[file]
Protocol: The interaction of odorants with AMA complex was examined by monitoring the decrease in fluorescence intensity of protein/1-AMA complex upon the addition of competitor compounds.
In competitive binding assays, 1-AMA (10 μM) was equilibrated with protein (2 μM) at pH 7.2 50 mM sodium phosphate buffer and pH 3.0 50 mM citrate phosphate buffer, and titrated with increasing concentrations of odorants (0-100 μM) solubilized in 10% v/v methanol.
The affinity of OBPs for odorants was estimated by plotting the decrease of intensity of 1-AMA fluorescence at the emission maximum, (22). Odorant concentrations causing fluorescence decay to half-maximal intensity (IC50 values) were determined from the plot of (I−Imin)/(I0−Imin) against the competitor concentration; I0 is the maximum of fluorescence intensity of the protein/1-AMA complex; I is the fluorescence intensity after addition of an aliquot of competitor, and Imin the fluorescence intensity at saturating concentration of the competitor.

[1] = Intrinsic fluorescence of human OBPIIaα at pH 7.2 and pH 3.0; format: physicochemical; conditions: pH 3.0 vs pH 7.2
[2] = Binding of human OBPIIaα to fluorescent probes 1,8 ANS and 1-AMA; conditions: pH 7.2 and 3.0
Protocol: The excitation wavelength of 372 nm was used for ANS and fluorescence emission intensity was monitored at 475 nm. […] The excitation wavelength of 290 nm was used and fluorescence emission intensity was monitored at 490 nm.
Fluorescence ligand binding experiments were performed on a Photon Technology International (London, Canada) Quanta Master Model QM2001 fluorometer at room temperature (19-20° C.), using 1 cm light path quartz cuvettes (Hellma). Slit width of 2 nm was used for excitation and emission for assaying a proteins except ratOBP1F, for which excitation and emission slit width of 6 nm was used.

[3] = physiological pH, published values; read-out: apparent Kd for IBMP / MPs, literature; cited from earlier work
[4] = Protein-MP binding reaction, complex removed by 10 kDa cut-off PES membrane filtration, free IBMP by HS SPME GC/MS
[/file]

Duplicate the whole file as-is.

Protocol: The interaction of odorants with AMA complex was examined by monitoring the decrease in fluorescence intensity of protein/1-AMA complex upon the addition of competitor compounds.
In competitive binding assays, 1-AMA (10 μM) was equilibrated with protein (2 μM) at pH 7.2 50 mM sodium phosphate buffer and pH 3.0 50 mM citrate phosphate buffer, and titrated with increasing concentrations of odorants (0-100 μM) solubilized in 10% v/v methanol.
The affinity of OBPs for odorants was estimated by plotting the decrease of intensity of 1-AMA fluorescence at the emission maximum, (22). Odorant concentrations causing fluorescence decay to half-maximal intensity (IC50 values) were determined from the plot of (I−Imin)/(I0−Imin) against the competitor concentration; I0 is the maximum of fluorescence intensity of the protein/1-AMA complex; I is the fluorescence intensity after addition of an aliquot of competitor, and Imin the fluorescence intensity at saturating concentration of the competitor.

[1] = Intrinsic fluorescence of human OBPIIaα at pH 7.2 and pH 3.0; format: physicochemical; conditions: pH 3.0 vs pH 7.2
[2] = Binding of human OBPIIaα to fluorescent probes 1,8 ANS and 1-AMA; conditions: pH 7.2 and 3.0
Protocol: The excitation wavelength of 372 nm was used for ANS and fluorescence emission intensity was monitored at 475 nm. […] The excitation wavelength of 290 nm was used and fluorescence emission intensity was monitored at 490 nm.
Fluorescence ligand binding experiments were performed on a Photon Technology International (London, Canada) Quanta Master Model QM2001 fluorometer at room temperature (19-20° C.), using 1 cm light path quartz cuvettes (Hellma). Slit width of 2 nm was used for excitation and emission for assaying a proteins except ratOBP1F, for which excitation and emission slit width of 6 nm was used.

[3] = physiological pH, published values; read-out: apparent Kd for IBMP / MPs, literature; cited from earlier work
[4] = Protein-MP binding reaction, complex removed by 10 kDa cut-off PES membrane filtration, free IBMP by HS SPME GC/MS